Pikas are disappearing. This is bad news not only because they’re fuzzy and adorable, but because they’re also seen as a canary in the coal mine for global climate change. While many biologists are taking notice of this fading species, government agencies are slower to recognize the change.
The U.S. Fish and Wildlife Service recently rejected a petition to review the American pika’s status as a potentially endangered animal. In order to qualify as endangered, a species must experience a 50 to 70 percent decline, according to the Endangered Species Act.
Chris Ray, a biologist with INSTAAR, the Institute for Alpine and Arctic Research in Boulder, Colorado, emphasizes the importance of pikas not necessarily as an integral part of the high alpine ecosystem, but as a signal for changing climate.
“They’re not really a significant source of food for any predators, and they don’t really provide much for the environment,” said Ray, “but when the permafrost disappears, so do the pikas. And that means no more water.”
This is particularly bad news for places like Utah and California, both of which depend heavily on high-mountain permafrost and snow melt for municipal water. Similarly, Boulder scientists like Ray are keeping a close eye on Rocky Mountain pika populations as an indication of the future of Boulder’s water supply.
When pikas disappear, that’s a strong indication that permafrost too is about to fade away.
"Pikas survival in the Rocky Mountains is a good indication as to their survival elsewhere" said Erika Garouette, a mammologist and pika specialist at the Denver Zoo.
Because of the specificity of their preferred temperatures, pika habitats are few and far between, leading to a 30-50% decline, according to the Front Range Pika Project, in some areas that falls just short of what is required in order to be considered endangered.
Pikas, a native Colorado species, are the smallest members of the rabbit family, and live in the talus slopes, or rocky patches of rock in high alpine environments such as the Rocky Mountains. These alpine critters evolved from Siberian ancestors that crossed the land bridge that once connected Alaska and Asia, and are dependent on cold and rocky slopes to survive. Pikas can die when exposed to temperatures as mild as 78 degrees, according to a study by INSTAAR, a problem exacerbated by a warming climate and retreating permafrost. Once mountains begin to warm, pikas can only retreat so far upslope, causing many populations to decline or disappear altogether.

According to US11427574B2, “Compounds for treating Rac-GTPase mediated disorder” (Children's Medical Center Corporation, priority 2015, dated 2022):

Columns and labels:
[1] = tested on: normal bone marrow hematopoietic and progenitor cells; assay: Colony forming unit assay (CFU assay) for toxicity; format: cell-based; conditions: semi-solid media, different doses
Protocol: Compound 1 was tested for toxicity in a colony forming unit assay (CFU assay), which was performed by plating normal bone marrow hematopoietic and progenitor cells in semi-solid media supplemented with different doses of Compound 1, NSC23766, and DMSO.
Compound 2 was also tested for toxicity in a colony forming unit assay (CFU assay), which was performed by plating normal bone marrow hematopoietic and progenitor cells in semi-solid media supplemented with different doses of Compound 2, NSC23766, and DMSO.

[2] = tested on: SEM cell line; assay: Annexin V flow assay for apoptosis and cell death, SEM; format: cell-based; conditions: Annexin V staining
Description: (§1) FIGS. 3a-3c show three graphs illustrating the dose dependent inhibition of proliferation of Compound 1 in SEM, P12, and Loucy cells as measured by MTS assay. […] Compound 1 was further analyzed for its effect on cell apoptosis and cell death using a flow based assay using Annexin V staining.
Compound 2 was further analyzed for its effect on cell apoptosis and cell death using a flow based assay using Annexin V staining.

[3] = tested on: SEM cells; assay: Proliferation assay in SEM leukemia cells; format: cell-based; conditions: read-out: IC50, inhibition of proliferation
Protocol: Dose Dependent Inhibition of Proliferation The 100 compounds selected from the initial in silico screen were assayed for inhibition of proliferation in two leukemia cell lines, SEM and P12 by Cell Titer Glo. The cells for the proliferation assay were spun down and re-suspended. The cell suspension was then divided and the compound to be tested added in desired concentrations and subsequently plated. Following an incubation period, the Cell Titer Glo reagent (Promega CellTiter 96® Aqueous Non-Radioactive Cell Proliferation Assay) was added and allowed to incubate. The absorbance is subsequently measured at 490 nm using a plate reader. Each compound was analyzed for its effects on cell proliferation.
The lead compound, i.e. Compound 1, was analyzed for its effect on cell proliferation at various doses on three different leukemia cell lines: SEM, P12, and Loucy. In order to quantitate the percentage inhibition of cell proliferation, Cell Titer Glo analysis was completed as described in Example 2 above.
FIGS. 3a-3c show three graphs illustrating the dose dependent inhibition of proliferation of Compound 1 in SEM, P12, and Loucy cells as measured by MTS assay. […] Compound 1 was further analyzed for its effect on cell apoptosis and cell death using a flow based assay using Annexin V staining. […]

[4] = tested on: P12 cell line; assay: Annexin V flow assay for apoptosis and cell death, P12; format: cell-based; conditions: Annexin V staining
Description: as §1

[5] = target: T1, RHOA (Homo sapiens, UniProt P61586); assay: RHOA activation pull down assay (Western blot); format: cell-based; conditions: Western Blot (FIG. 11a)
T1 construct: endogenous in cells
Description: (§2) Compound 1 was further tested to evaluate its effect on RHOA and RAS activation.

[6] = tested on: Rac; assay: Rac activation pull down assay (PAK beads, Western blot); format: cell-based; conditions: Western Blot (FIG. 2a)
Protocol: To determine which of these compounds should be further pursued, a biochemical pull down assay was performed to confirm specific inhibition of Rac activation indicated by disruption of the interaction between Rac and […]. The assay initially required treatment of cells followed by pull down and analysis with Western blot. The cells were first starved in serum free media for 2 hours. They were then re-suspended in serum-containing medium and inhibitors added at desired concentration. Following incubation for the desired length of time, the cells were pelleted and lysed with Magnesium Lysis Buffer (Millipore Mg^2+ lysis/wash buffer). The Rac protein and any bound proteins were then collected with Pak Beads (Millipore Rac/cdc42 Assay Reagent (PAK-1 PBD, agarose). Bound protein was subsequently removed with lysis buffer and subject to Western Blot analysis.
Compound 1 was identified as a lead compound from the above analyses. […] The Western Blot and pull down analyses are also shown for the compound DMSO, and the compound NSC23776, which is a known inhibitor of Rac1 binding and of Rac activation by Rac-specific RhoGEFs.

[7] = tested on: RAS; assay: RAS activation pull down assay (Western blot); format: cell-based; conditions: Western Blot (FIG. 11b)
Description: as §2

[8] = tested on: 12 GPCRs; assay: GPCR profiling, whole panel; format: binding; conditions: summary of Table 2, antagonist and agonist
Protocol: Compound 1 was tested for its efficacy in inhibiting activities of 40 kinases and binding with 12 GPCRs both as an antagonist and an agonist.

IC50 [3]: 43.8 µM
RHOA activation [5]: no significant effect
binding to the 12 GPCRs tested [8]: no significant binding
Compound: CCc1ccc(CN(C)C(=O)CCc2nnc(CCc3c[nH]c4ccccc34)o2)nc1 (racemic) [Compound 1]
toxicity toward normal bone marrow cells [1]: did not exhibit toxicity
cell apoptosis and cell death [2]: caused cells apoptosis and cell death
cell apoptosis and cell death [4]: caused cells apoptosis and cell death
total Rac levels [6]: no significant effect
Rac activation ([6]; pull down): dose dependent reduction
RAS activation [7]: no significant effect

Pikas need a dense blanket of snow to provide insulation for harsh mountain winters. Without dependable snow cover, pikas can’t weather the extreme cold of high alpine winters, nor can they tolerate the increasingly warm summers. This August, the U.S. Geological Survey conducted a study of pikas, and found that their population has dramatically decreased in areas of Utah and California, a decline that the USGS links to a warming climate. The U.S. Fish and Wildlife Service did not take the USGS’s most recent findings into account when considering the pika’s status
Luckily, Colorado populations are relatively robust. An extensive survey in 2008 by Colorado Parks and Wildlife examined 62 known pika habitats, and found that 90 percent of these habitats still supported healthy pika populations. While Colorado is not exempt from climate change, it does boast altitudes above 14,000 ft., making it an ideal place for cold-seeking pikas. Since the 2008 survey, Colorado Parks and Wildlife has documented upwards of 900 occupied habitats boasting healthy pika populations.
As for the future of the pika, Ray is relieved that they didn’t receive classification as an endangered species.
“It could be potentially disastrous to have them classified as endangered under the Endangered Species Act, because I don’t feel the ESA has the legislative teeth to help us protect the American pika by stopping global warming. I just don’t think that’s a viable tool,” Ray said.
That’s not to undermine the precariousness of the pikas situation, which is indeed dire. Populations in Utah, California and Oregon have decreased in numbers from 30 to 50 percent, according to the most recent USGS study. As mountain tops warm and talus slopes become too warm to support pikas, they have no retreat. Besides bringing attention to the issue, the Endangered Species Act has no real way to address the root of the issue—namely, global climate change.
Though many people are upset that pikas won’t be appearing on the Endangered Species List, a more holistic approach to pika conservation is required, and this review of the fuzzy critter’s status could serve as a wake up call to those unaware of the pika’s plight.